64. Vivisect says:

    The first end boss in China Warior looks like the guy Indiana Jones fights on the airplane in Raiders of the Lost Ark.

  65. Hardware Chaser says:

    13:15 ''88 miles per hour!''

  66. Ray Padilla says:

    You should do a launch of the PC engine!!!! That would be awesome!!!! TurboGrafx 16 and the PC engine are my favorite consoles of all time!!!!

  67. GQReviews & Style says:

    I just remember splaterhouse being the best game on the turbo graphics 16

  68. Frank D'Bello says:

    When I was a kid they had a Genesis at Sears you could play and at Radio Shack they had a Trubo Grafx set up to play so I'd go from place to place playing Altered Beast at Sears and Vigilante at Radio Shack hahaha. I later had a Genesis and a friend at school had the Turbo so we would swap for weeks or weekends and I loved it I mean SPLATTERHOUSE at home???? So much fun… ah the memories hahahaha

  69. lance lindqvist says:


  70. Benschachar says:

    I take it you were one of the few people in America who had a turbogrfx.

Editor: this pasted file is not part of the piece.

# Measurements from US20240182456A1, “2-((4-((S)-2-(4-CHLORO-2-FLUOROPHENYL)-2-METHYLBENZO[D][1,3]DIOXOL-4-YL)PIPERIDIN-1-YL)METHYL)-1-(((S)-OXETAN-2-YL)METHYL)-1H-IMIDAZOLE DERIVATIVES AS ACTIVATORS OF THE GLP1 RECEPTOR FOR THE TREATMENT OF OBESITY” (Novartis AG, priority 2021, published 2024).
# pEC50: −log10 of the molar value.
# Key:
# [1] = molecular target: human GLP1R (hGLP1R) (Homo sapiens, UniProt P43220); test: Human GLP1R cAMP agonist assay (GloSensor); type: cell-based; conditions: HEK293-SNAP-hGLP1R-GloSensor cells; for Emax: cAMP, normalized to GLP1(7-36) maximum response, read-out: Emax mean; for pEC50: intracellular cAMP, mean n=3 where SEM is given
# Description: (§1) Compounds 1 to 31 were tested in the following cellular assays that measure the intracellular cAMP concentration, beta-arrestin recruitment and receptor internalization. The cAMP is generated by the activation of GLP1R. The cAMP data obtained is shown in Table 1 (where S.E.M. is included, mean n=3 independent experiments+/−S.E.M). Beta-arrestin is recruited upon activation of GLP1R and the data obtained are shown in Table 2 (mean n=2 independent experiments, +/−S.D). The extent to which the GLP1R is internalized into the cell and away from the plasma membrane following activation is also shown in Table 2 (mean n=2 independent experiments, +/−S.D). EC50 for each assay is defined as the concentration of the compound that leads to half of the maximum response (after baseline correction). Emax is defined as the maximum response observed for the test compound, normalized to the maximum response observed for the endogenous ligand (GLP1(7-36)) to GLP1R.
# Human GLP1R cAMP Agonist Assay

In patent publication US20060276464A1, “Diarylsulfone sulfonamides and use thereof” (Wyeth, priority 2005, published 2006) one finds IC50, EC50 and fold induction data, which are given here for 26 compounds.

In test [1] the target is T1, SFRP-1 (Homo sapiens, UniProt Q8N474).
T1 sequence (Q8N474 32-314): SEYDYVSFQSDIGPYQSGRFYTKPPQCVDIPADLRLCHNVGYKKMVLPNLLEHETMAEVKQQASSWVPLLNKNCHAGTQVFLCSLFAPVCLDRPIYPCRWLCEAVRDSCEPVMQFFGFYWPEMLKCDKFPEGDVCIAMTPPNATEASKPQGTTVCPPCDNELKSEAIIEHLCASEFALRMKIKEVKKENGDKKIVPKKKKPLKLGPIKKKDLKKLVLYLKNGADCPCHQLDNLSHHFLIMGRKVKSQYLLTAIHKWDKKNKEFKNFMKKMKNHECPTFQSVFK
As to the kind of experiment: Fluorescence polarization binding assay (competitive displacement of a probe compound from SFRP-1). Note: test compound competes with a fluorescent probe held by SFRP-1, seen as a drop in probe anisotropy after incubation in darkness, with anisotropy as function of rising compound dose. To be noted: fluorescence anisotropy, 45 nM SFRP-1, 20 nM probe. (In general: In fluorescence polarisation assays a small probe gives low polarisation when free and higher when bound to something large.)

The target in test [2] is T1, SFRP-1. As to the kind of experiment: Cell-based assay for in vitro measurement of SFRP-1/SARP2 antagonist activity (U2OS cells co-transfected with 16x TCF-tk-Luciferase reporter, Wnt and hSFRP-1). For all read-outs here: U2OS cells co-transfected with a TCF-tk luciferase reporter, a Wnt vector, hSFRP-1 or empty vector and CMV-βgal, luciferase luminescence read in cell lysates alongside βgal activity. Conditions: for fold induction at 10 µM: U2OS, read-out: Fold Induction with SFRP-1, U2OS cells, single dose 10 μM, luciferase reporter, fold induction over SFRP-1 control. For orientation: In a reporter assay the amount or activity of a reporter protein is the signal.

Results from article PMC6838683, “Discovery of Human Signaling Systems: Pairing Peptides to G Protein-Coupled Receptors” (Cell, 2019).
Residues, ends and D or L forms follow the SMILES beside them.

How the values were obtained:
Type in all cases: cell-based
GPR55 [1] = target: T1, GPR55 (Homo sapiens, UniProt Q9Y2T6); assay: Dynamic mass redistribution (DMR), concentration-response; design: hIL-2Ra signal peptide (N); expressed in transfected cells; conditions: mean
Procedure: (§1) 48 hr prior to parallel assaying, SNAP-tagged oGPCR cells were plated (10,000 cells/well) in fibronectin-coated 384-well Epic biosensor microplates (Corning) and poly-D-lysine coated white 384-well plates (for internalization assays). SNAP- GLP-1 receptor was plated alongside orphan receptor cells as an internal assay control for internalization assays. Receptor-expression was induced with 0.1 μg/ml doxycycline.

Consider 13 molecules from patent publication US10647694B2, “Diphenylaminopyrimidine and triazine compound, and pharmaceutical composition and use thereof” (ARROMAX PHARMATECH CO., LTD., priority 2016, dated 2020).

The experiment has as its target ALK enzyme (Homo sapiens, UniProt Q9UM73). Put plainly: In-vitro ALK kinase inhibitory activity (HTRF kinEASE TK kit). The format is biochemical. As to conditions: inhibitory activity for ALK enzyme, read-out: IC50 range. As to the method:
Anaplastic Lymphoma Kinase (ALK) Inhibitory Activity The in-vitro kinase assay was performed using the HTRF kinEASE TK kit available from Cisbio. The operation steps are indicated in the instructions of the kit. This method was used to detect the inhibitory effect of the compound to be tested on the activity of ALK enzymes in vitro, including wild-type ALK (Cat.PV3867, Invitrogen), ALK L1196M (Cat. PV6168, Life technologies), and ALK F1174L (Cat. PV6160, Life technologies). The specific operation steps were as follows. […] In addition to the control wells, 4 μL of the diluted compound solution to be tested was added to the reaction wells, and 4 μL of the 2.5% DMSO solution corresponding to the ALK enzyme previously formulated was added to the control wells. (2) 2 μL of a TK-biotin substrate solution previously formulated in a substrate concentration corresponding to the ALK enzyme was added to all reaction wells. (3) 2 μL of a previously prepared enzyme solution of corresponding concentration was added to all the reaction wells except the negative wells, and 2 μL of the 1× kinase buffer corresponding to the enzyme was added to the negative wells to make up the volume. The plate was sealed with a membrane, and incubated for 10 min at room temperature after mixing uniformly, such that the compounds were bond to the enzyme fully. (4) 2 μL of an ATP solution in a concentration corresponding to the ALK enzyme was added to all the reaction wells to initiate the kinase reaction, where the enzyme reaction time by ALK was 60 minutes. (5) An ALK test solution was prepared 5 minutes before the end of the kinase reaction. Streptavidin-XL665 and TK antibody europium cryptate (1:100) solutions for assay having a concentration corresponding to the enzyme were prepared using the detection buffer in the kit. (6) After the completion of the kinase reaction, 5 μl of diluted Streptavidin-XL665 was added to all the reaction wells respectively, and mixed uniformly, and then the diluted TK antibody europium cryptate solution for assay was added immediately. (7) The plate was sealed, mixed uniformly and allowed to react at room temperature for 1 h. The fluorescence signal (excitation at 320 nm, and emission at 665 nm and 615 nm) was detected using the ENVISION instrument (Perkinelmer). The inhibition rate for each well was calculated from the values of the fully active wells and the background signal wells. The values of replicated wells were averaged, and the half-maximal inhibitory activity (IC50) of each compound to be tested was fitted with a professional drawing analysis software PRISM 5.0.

71. Benschachar says:

    Why didn't they release Legendary Axe on VC?

  72. P.T.onfire says:

    Nice vid bro…

  73. SevenDeMagnus says:

    Cool. I love how small it is (PC Engine) and how flat the HuCards are.

  74. Helmuth Von Molke says:

    Do the launch of the Nintendo Entertainment Sytem

  75. Centurion XVIII says:

    This console never came to Norway, and that is irritating the hell outta me because i would really like tohave found one at a garage sale for next to nothing!
    But now im just wondering if i should import one from the US since i don’t understand Japanese!

  76. Mike Br says:

    “People who like to repeat things that they hear other people say… describe it as a gauntlet rip off” 🤣

  77. Marcus Bullock says:

    NEC was in the axis of evil? o_O

  78. Marcus Bullock says:

    'Texmexium' is the most fucking ameriboo thing ive ever heard.

  79. Rene Rivers says:

    Every seems to miss there was also a TurboBooster Plus. It had the audio and video enhancements of the Turbobooster, but also had memory so that you could save games.

  80. Pit929 Tsakirhs says:

    I Never made fun of kids with turbo16

  81. Still Searching says:

    This system shot itself in the foot by only having one controller port.

  82. iamcarpetpython says:

    Alien Crush and Devil's Crush were amazing!

  83. Simply Okay says:

    One kid in your town had one? You wouldn't happen to be from Bridgewater Massachusetts would you?

  84. chuck manson says:

    You made fun of a guy who had a Turbografx 16? You stink. Why?

  85. Andrew Christianson says: